On the surface, the concept of planning your own funeral sounds pretty depressing. After all, who wants to admit that they are mortal? Even those of us who accept the fact that we will one day no longer be on this beautiful planet, don’t like to think about it too often.
Planning your own funeral forces you to come to terms with your own mortality. So, why on earth would anyone want to do it?
The simple answer is that many of us want to make things easier for our loved ones. In addition, many women that I have talked to have expressed an interest in making sure that their funeral aligns with their religious, philosophical and social desires.
Death is the one thing in life that we can’t control. Oh, we may be able to delay it for a while, through good healthy lifestyle choices and even a little luck. But, on the whole, we are powerless to avoid our ultimate destination.
The powerlessness that we feel about death can have a surprisingly big impact on how we live our lives. Many of us even believe that it is impossible to live fully until we have accepted our mortality.
This is why activities like writing a will or planning for your funeral are so important. They give us practical things that we can do to deal with our fear of dying. They may not be able to answer the metaphysical questions that we have about the afterlife, but, they can help to ensure that we leave this world in the way that we want.
Unfortunately, when it comes for planning for our funeral, many of us don’t know where to start. So, to get some advice, I recently sat down with Jon Underwood, the founder of the Death Café movement. Enjoy the show!
Here are 3 tips for planning your funeral according to Jon Underwood.
Did you know that 80% of people in the U.K. have not planned for their funeral or shared their wishes? I’m sure that it’s a similar number in most countries. Unfortunately, these people risk causing their loved ones unnecessary stress if something unexpected happens.
Jon points out that one of the most important things you can do to prepare for your eventual death (even if you hope it will be decades away) is to make sure that you don’t have any unfinished business. It’s never too late to mend a broken relationship or tell someone that you care.
There are also practical considerations to consider. For example, funeral costs can get extremely high. This is especially true since our loved ones are asked to make decisions when they are going through an emotional time. Planning for your funeral can remove some of the stress so that your loved ones can focus on mourning and celebrating your memory.
There are also many new creative ways to deal with your funeral and burial. For example, I have decided that I would like to use a Bio Urn to “become” a tree. Your family can’t honor your wishes if they don’t know them.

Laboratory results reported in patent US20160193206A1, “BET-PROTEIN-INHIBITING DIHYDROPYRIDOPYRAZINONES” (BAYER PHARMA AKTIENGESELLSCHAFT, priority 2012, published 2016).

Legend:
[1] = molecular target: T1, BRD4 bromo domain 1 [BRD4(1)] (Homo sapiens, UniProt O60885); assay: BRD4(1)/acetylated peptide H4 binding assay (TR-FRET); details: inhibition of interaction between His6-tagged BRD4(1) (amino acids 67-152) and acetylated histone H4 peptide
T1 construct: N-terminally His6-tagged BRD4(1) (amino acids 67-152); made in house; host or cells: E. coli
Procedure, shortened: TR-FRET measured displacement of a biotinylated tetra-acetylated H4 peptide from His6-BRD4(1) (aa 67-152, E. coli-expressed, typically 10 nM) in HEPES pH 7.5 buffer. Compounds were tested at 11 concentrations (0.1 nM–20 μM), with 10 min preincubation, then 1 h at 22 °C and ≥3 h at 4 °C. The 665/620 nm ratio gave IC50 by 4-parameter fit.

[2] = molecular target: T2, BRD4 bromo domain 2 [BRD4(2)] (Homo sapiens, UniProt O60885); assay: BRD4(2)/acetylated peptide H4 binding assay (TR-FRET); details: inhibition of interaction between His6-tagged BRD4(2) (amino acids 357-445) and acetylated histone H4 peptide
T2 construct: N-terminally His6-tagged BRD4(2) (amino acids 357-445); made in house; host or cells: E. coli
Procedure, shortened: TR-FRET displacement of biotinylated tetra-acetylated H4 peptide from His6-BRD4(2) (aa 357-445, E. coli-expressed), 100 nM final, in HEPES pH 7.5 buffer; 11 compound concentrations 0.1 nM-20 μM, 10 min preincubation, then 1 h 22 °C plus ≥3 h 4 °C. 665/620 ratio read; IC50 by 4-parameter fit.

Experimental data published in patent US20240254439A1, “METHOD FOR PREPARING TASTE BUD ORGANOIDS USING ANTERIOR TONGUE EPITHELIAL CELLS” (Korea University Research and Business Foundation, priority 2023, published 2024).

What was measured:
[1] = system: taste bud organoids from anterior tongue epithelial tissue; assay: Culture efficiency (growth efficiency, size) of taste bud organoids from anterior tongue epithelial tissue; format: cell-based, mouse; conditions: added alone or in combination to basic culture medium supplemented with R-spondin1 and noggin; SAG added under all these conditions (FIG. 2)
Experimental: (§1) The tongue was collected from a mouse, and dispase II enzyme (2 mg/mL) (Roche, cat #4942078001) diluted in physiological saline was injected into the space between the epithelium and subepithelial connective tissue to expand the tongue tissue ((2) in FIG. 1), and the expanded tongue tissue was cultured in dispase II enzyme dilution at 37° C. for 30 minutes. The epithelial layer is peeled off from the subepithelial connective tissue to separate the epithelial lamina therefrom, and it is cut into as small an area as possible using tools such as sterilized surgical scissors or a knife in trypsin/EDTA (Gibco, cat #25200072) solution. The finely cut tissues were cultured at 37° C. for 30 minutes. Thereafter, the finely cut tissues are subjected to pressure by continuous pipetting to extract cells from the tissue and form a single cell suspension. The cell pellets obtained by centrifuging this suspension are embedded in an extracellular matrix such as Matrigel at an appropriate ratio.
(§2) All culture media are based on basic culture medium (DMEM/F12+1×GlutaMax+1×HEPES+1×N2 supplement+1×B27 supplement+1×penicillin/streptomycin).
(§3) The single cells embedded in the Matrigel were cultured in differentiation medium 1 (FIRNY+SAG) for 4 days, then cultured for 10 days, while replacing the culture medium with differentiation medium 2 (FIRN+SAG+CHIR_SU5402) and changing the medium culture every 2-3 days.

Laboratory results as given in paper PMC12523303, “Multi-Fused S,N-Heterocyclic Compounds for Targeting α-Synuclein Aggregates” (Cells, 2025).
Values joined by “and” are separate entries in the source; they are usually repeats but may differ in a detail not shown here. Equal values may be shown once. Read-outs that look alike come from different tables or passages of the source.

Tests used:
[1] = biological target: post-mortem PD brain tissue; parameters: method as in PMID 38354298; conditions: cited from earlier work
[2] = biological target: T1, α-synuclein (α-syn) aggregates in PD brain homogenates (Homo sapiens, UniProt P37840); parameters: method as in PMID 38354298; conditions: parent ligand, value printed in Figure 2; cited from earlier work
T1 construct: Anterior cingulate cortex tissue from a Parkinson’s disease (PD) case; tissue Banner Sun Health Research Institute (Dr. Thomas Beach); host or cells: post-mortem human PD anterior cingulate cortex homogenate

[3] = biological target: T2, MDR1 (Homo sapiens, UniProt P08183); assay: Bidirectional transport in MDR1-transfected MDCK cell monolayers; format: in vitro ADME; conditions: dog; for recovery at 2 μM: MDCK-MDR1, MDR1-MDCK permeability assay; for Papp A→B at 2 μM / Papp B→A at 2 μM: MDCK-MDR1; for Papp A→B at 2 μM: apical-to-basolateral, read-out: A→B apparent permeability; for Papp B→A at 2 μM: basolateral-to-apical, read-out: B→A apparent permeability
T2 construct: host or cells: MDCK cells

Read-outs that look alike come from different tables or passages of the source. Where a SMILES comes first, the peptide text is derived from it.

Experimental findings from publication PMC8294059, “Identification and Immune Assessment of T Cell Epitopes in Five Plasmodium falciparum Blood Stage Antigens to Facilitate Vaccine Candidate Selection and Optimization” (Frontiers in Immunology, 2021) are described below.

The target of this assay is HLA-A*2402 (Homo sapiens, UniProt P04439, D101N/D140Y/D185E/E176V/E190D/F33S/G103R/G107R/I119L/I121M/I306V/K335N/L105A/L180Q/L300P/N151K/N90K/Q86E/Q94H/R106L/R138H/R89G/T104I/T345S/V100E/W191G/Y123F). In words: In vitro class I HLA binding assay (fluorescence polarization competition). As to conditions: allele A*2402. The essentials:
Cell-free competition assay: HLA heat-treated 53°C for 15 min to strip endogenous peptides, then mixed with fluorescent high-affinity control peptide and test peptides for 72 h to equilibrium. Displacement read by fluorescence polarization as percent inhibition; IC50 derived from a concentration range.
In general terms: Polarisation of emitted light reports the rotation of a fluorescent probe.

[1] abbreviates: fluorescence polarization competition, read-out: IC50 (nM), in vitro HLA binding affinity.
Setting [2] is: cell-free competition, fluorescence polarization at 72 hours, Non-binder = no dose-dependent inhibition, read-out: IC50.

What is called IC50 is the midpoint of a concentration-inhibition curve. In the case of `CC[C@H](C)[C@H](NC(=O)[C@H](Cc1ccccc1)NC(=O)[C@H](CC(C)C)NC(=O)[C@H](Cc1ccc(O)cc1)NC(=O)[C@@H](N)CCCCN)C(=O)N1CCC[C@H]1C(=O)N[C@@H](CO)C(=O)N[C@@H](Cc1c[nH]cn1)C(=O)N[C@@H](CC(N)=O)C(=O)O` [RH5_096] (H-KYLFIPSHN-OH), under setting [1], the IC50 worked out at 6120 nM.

When you are dealing with the loss of a loved one, the last thing that you feel like doing is shopping around for a funeral director. Unfortunately, this is exactly what many people have to do when they lose someone close to them.
Choosing your own funeral director can help to reduce the cost of your funeral. It can also ensure that you find someone who aligns with your style and approach to life.
Jon recommends finding someone who you can trust. Even better would be to find someone who actually knows you. Also, don’t forget to choose someone who understands your budget. Trust me, you will negotiate harder than your family!
As a general rule, Jon says that we should stay away from the larger firms and look for an independent funeral director.
In the U.K, the Natural Death Centre can help you to choose a funeral director. A quick Google search will lead you to a similar service in the U.S.
Jon is also working on a reputation-based mobile app called “My Funeral Advisor.” I’ll let you know as soon as this is available.
There are so many questions when it comes to planning your funeral. Do you want to be cremated or buried? What tone do you want at your funeral? Should it feature specific music, messages or readings? Do you want them to play Tina Turner or Blondie instead of Verdi’s Requiem?
The questions also extend to more personal issues. Are there certain people that you want to be invited to your funeral? Are there people that you would prefer did not attend? Do you want to record a video message? What will you say? The decisions are endless and no-one is in a better position to answer them than you are!
No matter what kind of funeral you choose, one thing is for sure – by taking the time to plan your own funeral now, you are doing a big favor for the people you are leaving behind. Who knows, planning your own funeral may even help you to come to terms with your own fear of death so that you can get more from life.
Have you already planned your own funeral? Why did you decide to do this? What did you learn from the process? Please join the conversation.